Asian protection gap is world’s biggestNovember 30 2018 by Nick Ferguson
After a series of natural catastrophes in Asia this year, concerns about the region’s protection gap are bigger than ever.
Across the region, the percentage of economic loss from natural disasters that is insured stands at just 9%, according to AIR Worldwide’s latest report on global modelled catastrophe losses, reflecting Asia’s worryingly low insurance penetration.
That is the lowest figure of any region in the world. In North America, for example, insured losses account for about 40% of the economic loss from natural disasters, while even in Latin America that figure is significantly higher than in Asia at 14%.
Such a stark level of underinsurance has added to the challenge insurers and reinsurers in the region face as they compete to build a profitable footprint, reinforced again this week by the news that CNA Hardy has decided to close its Singapore and Shanghai Lloyd’s offices related to Syndicate 382.
This year, the region has experienced what AIR describes as a “relentless onslaught of natural catastrophes”. Japan bore the brunt of them. The Takatsuki earthquake struck in June, followed by a severe flood in July, then a series of typhoons and the even stronger magnitude-6.6 Tomakomai earthquake in early September. But Japan is relatively well covered compared to most of the region.
It was a different story in Indonesia, which was struck by two major earthquakes, one of which caused a devastating tsunami. But it was Typhoon Mangkhut that most clearly demonstrated the difference between mature and under-developed insurance markets as it swept across the Philippines, mainland China, Hong Kong and Macau, causing an estimated US$1-2 billion insured loss. Most of the insured damage occurred in Hong Kong, where there were no fatalities, whereas in the Philippines at least 127 people were killed and 105,000 families evacuated from their homes.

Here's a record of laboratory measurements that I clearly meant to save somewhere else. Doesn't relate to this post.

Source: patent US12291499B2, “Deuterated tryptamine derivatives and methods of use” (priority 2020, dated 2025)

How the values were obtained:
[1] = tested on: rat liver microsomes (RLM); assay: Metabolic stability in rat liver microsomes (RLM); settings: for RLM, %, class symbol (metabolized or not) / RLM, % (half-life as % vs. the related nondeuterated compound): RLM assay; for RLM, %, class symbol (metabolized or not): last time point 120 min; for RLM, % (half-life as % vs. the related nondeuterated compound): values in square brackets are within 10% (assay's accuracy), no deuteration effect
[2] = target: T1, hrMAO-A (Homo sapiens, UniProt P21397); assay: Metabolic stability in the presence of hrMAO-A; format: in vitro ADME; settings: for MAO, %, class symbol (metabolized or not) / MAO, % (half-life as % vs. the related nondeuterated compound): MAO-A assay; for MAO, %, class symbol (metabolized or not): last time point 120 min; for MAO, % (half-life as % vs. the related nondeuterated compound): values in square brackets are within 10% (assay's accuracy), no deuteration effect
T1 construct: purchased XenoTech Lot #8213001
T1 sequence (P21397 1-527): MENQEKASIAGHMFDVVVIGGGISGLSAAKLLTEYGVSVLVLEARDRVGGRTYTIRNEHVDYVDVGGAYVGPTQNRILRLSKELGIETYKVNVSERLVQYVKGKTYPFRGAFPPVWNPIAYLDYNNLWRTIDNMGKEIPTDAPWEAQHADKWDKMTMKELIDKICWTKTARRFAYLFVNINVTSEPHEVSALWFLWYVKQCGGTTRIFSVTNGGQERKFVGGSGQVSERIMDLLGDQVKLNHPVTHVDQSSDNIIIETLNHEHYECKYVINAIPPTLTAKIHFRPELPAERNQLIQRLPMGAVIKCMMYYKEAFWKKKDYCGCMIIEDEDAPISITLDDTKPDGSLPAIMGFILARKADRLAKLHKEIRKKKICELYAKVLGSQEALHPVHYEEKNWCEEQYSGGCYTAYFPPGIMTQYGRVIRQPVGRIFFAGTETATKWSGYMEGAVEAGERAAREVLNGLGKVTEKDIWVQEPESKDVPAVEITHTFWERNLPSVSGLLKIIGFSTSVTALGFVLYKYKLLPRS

“After a decade of below-average losses — apart from 2011 and 2017 — 2018 will reinforce the fact that preparing for large losses before they occur is critical to continued solvency and resilience,” said Rob Newbold, executive vice-president of AIR.
AIR estimates that a once-in-100 year loss (or what it calls the 1% aggregate exceedance probability insured loss) from catastrophes in Asia would cost insurers US$64 billion, compared to an insured average annual loss of about US$10.4 billion.
With just 9% of the region’s economic exposure covered, the model forecasts that a once-in-100 year loss could cause close to US$600 billion in uninsured losses, though that modelled estimate includes losses from non-insurable sources, such as infrastructure and lost economic productivity. Asia’s insurable 1% aggregate exceedance probability loss is estimated to be US$444.3 billion.
“For the insurance industry, the protection gap can spur innovation in product development,” said Newbold. “In the public sector, governments are recognising the importance of moving from reactive to proactive risk management, especially in countries where the risk is well known and a risk transfer system is not well established. Understanding the protection gap can help governments assess the risks to their citizens and critical infrastructure, and develop risk-informed emergency management, hazard mitigation and public risk-financing strategies to enhance global resilience and reduce the ultimate costs.”
While there are several such measures and initiatives underway in Asia, there is clearly still a lot of work to be done to increase the level of insurance in the region.
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